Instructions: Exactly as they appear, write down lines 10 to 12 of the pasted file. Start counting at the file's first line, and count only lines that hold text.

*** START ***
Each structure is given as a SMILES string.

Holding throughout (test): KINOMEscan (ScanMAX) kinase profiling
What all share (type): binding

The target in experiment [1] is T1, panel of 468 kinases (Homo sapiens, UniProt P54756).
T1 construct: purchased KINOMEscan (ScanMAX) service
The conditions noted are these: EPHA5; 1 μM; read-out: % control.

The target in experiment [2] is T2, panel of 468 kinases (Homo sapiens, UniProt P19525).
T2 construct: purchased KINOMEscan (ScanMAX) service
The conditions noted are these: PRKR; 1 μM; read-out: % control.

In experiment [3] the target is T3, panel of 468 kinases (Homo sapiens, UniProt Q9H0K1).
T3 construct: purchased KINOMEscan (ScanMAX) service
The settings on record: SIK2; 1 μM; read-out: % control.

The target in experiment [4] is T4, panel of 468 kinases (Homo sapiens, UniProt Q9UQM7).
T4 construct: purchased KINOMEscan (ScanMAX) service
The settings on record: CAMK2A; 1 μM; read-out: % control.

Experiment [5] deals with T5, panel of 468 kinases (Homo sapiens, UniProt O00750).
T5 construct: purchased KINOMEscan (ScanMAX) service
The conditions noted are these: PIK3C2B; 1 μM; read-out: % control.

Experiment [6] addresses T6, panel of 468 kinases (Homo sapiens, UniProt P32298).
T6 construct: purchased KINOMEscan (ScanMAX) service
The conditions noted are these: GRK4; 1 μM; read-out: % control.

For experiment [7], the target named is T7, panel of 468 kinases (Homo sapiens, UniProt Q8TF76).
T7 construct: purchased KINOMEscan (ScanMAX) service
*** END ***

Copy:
In experiment [3] the target is T3, panel of 468 kinases (Homo sapiens, UniProt Q9H0K1).
T3 construct: purchased KINOMEscan (ScanMAX) service
The settings on record: SIK2; 1 μM; read-out: % control.